In search of some creative agency and a chance to finally slow down, I ran away to New York City this weekend. Which may seem ironic to go to THE city of all cities to find slowness but nonetheless, I found it and I held on to it with every fiber of my being.
Admits wandering the city with absolutely no reservations, incredibly long meals and being tucked away in my friend’s apartment while it poured down rain, I was present. My mental state was craving to just slow down. To be in an environment where everyone was at peace with doing nothing. No to-do lists, no alarms, no pressure, no rants about what needed to get done. Just people invested in who and what was in front of them.
It’s sooooooo easy to get caught up in the busyness of it all, I mean how is it already March this week? Someone, please tell me what happened in February? I feel as if I was robbed of it.
Our culture feeds off being busy. We have romanticized the idea of running out of minutes in a day. We’ve glamorized the #nosleep life. And somewhere along the way we’ve convinced ourselves that the more you have on your calendar, the more accomplished you are.
And I am here to call bullshit. Bullshit, bullshit, bullshit.
I want to bring back the art of slowing down. Make it a trend. Put it on Pinterest. Print it on t-shirts. Turn it into a hashtag.
As a 20-something of the western world and as a college student, I have become inundated with the narrative that we are supposed to be on our “grind” right now. That being consumed with something at all hours is normal if not expected. That to work as many hours as humanly possible means we’ll reach “success” faster.
But I firmly believe that that’s a major fault or oversight of my generation and of my peers. We’ve been consumed with this idea that being busy is right. And being slow and having a relaxed schedule is lazy.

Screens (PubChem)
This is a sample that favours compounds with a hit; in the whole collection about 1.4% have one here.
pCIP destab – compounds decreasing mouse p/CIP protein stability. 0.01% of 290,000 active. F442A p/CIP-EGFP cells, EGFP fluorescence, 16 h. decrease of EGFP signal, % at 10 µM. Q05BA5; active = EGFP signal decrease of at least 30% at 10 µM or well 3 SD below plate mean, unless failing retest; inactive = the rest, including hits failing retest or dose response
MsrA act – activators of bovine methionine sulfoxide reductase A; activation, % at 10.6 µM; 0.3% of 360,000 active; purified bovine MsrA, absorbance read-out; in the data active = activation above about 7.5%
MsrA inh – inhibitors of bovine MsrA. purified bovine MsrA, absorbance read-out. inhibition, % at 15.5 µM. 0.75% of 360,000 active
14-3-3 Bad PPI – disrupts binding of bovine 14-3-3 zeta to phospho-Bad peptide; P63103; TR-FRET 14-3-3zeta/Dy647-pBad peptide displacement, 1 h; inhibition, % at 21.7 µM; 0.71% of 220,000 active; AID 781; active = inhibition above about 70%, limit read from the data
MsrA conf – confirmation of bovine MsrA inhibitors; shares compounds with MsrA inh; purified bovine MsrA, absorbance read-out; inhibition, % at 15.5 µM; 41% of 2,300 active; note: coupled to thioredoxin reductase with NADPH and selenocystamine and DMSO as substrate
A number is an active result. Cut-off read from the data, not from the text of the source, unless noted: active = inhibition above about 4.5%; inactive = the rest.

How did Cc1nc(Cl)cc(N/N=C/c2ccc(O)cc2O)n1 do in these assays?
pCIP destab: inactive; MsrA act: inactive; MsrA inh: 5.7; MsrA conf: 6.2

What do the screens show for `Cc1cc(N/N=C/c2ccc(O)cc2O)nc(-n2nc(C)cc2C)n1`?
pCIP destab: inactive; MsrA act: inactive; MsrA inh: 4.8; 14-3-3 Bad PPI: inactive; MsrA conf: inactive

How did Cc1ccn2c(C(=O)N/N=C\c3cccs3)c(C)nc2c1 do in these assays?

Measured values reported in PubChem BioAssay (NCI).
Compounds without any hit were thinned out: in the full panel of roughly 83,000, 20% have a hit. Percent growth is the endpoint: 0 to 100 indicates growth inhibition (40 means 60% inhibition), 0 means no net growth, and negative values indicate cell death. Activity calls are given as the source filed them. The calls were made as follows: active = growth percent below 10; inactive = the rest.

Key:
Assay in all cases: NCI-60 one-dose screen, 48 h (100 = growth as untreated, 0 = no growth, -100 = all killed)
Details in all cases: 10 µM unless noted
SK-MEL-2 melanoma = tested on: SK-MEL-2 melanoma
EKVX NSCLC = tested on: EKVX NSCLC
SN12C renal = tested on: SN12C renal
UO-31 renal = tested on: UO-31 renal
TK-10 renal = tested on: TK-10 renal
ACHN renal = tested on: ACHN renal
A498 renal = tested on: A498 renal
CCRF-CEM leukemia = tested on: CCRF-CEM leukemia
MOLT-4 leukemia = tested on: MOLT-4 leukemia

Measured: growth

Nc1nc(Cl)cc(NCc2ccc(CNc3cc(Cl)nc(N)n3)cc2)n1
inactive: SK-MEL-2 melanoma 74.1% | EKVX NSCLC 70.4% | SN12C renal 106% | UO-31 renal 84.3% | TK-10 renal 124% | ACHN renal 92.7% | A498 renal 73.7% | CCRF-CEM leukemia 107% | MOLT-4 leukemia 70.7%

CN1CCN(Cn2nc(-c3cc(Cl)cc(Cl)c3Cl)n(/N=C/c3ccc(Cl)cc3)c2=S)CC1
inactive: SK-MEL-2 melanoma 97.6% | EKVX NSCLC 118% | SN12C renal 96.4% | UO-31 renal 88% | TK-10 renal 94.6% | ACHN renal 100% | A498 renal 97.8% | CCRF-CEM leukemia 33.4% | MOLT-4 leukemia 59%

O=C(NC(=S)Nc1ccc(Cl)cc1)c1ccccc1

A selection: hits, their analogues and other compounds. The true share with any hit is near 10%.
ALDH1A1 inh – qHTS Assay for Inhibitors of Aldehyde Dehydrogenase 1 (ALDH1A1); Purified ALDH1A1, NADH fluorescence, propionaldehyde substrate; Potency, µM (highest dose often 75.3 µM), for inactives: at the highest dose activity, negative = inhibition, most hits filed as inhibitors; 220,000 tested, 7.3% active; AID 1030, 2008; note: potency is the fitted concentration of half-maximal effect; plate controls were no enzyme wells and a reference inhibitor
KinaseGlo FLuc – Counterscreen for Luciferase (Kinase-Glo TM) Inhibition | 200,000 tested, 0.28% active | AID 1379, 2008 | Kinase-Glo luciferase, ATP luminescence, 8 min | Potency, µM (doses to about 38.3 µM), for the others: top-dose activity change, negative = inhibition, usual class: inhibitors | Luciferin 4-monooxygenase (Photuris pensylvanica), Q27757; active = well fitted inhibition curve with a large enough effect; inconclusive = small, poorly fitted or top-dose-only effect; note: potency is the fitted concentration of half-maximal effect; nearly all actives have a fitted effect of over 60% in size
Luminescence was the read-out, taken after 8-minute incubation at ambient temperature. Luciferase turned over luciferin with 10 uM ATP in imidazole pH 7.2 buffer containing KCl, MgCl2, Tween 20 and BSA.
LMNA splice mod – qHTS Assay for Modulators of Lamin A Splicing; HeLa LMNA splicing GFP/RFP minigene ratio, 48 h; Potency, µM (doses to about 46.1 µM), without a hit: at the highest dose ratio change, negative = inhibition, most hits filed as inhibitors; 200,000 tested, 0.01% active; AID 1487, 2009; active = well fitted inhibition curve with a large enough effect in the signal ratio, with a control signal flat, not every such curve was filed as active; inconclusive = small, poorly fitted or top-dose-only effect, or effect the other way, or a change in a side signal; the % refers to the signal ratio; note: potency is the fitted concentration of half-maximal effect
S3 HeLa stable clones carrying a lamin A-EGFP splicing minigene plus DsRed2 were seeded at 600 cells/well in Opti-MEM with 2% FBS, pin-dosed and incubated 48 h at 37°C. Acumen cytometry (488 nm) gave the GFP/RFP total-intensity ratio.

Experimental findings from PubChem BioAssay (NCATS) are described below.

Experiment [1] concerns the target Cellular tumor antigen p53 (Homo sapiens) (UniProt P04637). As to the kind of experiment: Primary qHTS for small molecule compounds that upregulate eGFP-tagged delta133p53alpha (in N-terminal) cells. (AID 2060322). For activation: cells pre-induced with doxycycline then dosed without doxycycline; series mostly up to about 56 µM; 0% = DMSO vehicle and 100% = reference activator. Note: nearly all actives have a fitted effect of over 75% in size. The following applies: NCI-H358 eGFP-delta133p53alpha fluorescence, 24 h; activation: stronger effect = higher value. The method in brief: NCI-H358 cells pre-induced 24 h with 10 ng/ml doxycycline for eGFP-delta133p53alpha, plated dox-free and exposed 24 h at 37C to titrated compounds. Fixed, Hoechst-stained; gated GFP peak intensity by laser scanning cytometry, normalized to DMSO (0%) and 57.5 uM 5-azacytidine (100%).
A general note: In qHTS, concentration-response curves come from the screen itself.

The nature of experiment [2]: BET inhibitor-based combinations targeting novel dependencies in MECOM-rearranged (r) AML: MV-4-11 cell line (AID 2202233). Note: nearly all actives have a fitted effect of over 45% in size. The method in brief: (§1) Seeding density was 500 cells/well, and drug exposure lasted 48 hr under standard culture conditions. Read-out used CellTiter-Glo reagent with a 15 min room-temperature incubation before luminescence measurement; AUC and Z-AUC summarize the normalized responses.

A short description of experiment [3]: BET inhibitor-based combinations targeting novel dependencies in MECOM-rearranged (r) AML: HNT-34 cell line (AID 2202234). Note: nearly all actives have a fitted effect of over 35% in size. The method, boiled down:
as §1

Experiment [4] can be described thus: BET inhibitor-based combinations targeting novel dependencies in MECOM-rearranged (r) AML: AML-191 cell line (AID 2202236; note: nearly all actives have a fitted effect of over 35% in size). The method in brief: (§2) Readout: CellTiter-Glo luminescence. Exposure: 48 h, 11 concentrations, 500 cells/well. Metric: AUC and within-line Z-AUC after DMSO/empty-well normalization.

But we’ve forgotten that it’s in those moments where you have nothing planned and simply invested with what is right in front of you that life’s most remarkable moments happen. That happiness is found.
It’s not romantic to respond ‘busy’ when people want to spend time with you. And it surely is not romantic to consume yourself with school/work/internship/stuff that you forget to take care of your own mental wellbeing.
No homework assignment, no internship, no extracurricular activity is worth sacrificing your mental health let alone your ability to be present.
We’ve become obsessed with going and going and going that we forgot how to just be still.
We look at time as an opportunity to squeeze in as much as possible yet forget to evaluate the quality of how we spend our time.
And even if we are “out here grinding” (as the kids say these days), it is up to us to be intentional about seeking out those moments of stillness, of being present.
I need to remember to give myself permission to say no to extracurriculars, to extra meetings, to extra responsibilities. And instead, say yes to the things and people who make me excited about life.
My goal for myself is to intentionally seek out the,
- Three hour long dinners over life talks and red wine
- Drinking my morning coffee out of an actual mug on my porch instead out of a to-go cup
- A full nights sleep
- Long day-hikes with my best friends
- Weekend adventures and long car rides
- Sunset and sunrise viewing parties
- Night walks to digest the day
I want to find the small moments of joy and just be. And maybe even shed a to-do list or two. It’ll all get done in time. This life is so short and is never a guarantee, it’d be a disservice to be too busy to enjoy it.
Don’t let busy win. Let’s make slowing down go viral.
That’s all for now,